This little one by Georgie could easily be mistaken for an advertising poster for fizzy drink manufacturer Coca Cola, with its deliberate use of colours and fonts. I can’t quite make out whether this is an ironic piece with its ‘Enjoy Life’ tag line, or whether this is a genuine upbeat piece. I’ll let you decide.
Well this came as a bit of a surprise and something of a treat too. On my walk in to work a couple of weeks back, I thought I’d take a small detour down Jamaica Street, and there, big as you like, was this wonderful collaboration between Bristol’s Cheba and Lebanese calligraphy artist Ghaleb Hawila.
This kind of collaboration is quite unusual in Bristol, and I am not certain I have seen any calligraphy here before, although I have seen plenty in London. Additionally, this wall is an absolute bugger to photograph because it sits in a gated courtyard and the angles are all wrong…this is the best I could do.
Cheba has painted a silhouette clutching some bright object that is sending out shards of light. The silhouetted figure is filled decorated with Cheba’s trademark cosmic space scenery, which gives it some depth.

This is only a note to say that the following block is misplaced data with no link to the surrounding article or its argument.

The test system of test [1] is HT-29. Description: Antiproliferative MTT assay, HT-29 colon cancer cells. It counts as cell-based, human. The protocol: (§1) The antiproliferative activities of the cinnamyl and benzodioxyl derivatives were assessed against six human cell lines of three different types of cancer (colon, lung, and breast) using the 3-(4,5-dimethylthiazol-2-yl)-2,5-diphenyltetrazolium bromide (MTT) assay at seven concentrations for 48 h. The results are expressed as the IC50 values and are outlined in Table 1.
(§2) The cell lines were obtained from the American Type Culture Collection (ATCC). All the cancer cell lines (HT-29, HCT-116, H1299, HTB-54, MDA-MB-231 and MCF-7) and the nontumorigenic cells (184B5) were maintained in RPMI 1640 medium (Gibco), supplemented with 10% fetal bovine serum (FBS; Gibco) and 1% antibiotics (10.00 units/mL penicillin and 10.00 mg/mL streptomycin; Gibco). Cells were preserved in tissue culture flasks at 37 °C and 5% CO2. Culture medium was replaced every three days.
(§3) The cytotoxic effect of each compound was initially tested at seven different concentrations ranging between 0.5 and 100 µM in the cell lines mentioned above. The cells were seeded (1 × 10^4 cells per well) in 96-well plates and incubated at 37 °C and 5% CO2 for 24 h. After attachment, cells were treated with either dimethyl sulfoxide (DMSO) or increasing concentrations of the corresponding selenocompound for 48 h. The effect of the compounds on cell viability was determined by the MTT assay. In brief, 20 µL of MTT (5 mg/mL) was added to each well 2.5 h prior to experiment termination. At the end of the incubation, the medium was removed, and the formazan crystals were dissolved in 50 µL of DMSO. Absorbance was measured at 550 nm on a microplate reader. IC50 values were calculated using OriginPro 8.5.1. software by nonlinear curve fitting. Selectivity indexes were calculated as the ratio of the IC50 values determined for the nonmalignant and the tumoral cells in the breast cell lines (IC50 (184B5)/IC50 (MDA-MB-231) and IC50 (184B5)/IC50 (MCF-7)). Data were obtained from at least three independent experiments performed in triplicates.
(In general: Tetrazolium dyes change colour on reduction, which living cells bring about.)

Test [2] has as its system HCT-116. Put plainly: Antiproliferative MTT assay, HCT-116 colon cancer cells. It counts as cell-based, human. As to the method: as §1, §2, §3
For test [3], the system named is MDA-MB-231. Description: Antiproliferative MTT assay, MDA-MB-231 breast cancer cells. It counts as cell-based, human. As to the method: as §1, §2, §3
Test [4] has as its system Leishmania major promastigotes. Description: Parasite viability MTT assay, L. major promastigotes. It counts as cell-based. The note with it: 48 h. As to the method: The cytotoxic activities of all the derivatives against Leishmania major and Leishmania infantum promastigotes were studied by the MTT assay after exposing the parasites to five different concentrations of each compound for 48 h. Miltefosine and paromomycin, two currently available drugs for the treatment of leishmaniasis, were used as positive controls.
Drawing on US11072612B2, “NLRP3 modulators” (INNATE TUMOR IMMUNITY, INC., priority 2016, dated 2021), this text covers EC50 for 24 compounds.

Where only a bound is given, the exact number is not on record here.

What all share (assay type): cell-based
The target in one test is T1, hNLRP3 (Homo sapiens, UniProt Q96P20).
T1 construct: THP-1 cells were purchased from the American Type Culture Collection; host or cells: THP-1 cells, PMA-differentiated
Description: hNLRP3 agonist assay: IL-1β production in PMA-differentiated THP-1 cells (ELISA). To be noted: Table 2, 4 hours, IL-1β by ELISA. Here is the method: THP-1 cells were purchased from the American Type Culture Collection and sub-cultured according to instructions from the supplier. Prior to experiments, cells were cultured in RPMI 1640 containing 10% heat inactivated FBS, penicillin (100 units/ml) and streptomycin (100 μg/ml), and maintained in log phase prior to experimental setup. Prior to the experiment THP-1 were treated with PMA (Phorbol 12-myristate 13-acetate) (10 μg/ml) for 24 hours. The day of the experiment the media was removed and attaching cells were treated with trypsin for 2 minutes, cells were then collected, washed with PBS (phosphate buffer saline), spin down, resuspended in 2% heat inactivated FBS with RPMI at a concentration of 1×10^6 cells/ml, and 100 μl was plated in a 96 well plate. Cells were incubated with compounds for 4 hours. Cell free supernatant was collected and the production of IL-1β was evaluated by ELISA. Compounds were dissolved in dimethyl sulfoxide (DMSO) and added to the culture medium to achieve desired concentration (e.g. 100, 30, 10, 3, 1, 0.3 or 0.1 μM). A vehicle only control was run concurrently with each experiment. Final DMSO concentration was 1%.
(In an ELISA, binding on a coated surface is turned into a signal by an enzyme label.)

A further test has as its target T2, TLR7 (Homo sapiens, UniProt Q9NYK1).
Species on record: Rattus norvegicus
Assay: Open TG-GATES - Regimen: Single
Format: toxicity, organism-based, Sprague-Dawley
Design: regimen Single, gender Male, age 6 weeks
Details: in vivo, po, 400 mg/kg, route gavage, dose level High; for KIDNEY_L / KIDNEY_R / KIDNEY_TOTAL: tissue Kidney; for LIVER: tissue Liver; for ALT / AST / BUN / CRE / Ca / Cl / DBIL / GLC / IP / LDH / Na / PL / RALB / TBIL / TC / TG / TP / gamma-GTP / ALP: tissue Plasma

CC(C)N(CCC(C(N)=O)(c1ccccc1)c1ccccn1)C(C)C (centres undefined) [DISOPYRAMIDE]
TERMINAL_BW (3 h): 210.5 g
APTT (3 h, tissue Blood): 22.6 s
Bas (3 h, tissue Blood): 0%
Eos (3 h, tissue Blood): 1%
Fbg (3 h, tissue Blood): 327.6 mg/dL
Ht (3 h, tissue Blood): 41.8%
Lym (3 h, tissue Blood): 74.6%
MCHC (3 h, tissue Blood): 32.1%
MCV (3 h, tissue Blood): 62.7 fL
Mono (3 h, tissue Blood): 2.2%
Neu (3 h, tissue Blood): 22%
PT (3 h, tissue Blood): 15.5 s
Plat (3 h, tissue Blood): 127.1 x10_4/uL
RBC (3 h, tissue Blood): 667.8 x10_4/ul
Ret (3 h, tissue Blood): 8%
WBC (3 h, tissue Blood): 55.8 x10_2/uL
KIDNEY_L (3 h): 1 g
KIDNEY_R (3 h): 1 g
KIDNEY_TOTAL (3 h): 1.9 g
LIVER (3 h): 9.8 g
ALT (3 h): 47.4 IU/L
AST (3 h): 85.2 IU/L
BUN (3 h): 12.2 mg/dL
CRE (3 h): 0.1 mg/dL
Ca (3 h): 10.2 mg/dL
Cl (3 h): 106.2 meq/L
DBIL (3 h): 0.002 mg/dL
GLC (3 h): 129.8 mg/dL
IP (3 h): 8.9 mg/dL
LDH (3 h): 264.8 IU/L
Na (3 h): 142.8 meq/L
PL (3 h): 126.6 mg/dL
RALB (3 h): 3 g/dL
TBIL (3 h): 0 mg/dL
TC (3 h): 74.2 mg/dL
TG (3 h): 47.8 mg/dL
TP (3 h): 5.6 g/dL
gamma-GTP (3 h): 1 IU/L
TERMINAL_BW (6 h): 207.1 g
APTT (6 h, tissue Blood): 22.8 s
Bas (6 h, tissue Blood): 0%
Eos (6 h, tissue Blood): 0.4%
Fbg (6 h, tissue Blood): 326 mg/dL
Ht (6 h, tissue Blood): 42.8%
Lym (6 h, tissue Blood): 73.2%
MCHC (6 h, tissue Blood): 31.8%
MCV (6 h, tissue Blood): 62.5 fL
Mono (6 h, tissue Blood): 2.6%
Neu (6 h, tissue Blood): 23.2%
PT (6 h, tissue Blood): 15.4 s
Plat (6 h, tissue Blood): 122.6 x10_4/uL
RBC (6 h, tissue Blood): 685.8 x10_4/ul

Ghaleb Hawila said this on his Instagram feed about the collaboration:
“You gotta believe in yourself; in the lights buried within you. Give yourself the permission to glow and grow.” A collaboration with my brother @cheba_bristol his magnificent work and personality. That’s exactly one year after meeting this crazy guy in Alay, Lebanon during the @ahlafawda and @risegallery cultural exchange. I spent four days at his beautiful house, with his hyper dog and lovely wife. We explored a lot in his studio and i just can’t sum the experience with words. It was an intensive restless art residency were you get to explore yourself more and more.